The Re.2005 climbed almost as well as the Bf 109G-14 and turned almost as well as the Spitfire Mk IX, having a turn radius of 195 m (639 ft) without full flaps and 148 m (487 ft) with full flap. German tests at the Rechlin test center concluded that the aircraft "curved well, rolled like the Bf 109 G-4 with rudder forces a little less".

Grp Cpt. Duncan Smith, DSO, DFC, a British fighter pilot and fighter leader of World War II, greatly respected the Re.2005,

The Re.2005 'Sagittario' was a potent aircraft. Having had a dog-fight with one of them, I am convinced we would have been hard pressed to cope in our Spitfires operationally, if the Italians or Germans had had a few Squadrons equipped with these aircraft at the beginning of the Sicily campaign or in operations from Malta. Fast, and with excellent manoeuvrability, the Re.2005 was altogether a superb aeroplane. Neither the Macchi 205 nor the Bf 109G measured up to the capabilities of the Re.2005 series in manoeuvrability or rate of climb. I think it was easily the best aircraft Italy produced. It is a pity that no Re.2001/5s survive this day because they were fine examples of Italian engineering craftsmanship.[11]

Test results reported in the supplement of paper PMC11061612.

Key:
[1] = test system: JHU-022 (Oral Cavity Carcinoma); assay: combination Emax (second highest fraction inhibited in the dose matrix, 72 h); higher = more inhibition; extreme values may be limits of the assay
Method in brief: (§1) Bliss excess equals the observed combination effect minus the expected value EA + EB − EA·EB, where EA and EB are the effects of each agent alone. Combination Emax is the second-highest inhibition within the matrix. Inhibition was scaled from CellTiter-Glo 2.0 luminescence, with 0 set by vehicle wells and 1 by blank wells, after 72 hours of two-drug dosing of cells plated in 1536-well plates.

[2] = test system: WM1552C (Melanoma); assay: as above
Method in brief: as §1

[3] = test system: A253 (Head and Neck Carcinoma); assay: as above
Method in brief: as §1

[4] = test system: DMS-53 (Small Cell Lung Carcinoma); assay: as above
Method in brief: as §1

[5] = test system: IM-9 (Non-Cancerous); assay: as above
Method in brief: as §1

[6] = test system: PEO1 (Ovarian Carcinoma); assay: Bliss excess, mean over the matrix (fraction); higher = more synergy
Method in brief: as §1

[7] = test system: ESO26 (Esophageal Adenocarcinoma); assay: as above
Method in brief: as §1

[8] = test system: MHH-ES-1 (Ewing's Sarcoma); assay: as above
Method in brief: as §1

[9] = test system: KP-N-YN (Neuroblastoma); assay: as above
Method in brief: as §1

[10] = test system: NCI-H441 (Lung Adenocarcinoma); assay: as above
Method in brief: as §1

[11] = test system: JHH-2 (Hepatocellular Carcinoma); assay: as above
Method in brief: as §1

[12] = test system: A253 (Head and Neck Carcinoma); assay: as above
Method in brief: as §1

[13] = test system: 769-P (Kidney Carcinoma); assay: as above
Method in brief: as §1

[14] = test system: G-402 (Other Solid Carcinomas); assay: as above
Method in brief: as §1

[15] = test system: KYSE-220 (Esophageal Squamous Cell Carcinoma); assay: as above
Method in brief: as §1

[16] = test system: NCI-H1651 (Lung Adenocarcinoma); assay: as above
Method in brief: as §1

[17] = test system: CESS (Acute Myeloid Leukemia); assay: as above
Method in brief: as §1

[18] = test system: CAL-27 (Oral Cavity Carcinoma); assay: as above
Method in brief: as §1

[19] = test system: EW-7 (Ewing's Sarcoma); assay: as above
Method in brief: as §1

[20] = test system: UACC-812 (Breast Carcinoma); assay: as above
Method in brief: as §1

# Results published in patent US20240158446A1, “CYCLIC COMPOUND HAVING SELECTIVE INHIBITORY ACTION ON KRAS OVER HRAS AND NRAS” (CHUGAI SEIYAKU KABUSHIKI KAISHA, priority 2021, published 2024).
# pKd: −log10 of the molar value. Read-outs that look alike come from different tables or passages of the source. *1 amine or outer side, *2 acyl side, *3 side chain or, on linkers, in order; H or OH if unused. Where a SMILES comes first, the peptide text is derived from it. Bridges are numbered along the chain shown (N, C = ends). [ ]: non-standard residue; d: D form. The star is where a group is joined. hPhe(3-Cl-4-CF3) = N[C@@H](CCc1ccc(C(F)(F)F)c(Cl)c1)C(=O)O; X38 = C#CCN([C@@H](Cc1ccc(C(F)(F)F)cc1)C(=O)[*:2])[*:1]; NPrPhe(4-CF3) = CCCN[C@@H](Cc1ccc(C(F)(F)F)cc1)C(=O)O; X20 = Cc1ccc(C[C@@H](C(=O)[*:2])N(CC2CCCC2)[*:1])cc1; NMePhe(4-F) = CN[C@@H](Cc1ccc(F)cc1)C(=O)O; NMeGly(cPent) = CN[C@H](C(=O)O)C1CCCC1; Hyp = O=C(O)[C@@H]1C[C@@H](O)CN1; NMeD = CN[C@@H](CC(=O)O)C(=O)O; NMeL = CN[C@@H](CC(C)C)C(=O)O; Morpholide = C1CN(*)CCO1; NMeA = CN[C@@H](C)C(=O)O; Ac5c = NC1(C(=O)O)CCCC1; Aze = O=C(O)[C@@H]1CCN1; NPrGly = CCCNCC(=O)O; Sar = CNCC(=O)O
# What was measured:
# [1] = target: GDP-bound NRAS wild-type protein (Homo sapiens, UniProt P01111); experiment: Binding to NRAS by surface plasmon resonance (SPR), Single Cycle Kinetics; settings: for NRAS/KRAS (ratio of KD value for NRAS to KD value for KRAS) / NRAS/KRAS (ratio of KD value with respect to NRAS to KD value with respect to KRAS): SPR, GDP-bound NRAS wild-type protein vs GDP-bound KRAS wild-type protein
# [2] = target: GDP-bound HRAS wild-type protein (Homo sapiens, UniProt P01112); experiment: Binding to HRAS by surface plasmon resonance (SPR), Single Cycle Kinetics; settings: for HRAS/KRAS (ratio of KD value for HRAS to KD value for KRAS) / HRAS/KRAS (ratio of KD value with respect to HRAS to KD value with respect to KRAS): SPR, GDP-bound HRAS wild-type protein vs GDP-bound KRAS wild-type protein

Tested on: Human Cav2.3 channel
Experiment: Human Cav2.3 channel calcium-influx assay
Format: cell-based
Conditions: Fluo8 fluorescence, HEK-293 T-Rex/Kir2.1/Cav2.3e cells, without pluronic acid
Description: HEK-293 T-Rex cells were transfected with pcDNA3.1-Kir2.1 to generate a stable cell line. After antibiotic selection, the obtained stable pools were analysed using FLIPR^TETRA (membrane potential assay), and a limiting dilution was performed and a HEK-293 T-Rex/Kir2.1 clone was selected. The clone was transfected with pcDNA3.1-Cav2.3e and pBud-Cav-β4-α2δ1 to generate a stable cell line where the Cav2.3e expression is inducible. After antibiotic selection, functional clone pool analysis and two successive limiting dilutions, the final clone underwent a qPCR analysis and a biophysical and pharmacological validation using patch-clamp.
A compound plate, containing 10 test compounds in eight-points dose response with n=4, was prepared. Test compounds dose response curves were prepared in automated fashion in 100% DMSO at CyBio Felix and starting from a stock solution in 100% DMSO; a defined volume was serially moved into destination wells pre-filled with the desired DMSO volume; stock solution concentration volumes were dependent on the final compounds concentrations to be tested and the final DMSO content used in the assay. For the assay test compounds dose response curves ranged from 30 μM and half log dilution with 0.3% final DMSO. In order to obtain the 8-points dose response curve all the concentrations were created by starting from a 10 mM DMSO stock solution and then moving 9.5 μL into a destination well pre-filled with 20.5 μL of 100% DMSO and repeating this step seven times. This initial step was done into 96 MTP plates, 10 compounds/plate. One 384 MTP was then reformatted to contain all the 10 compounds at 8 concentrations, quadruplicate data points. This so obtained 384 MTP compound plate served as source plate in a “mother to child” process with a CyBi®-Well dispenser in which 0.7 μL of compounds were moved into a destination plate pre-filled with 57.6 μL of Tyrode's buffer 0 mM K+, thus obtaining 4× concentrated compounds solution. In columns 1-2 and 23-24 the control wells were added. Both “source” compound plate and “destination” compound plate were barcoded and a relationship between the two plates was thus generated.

It seems that one of the two Reggiane that had returned to Sicily was captured by the United States Army Air Forces and sent to the US. Little is known of this aircraft, which vanished after the war. While German and some Japanese aircraft were extensively tested, the few captured Italian aircraft (another extant example is a captured Macchi C.202) were not known to be tested, so detailed information about them and their flight characteristics is scarce. Sweden was interested in the Re.2005 (already producing the DB-605 under licence) but the order for 50 airframes was never finalized. Total production included two prototypes used as preproduction aircraft which later saw combat service, 48 series production, three prototypes sent to the Luftwaffe for evaluation and one evaluation aircraft at the factory.

4. Concepts and Advanced Projects

Mechanic Bruno Ferrari posing beside a Re.2005 at Reggio Emilia airfield c. 1944–45.

A request by the German Ministry of Aviation led to one Re.2005 (MM.495), known as the Reggiane Re.2005 "LW", to be modified to German standards for tests in late July 1943. It was evaluated first in Guidonia and later at the Rechlin airfield. Tests revealed improved performances with speeds of up to 628 km/h (390 mph) with the FIAT engine and more than 650 km/h (400 mph) with the DB engine in level flight, without using war emergency power.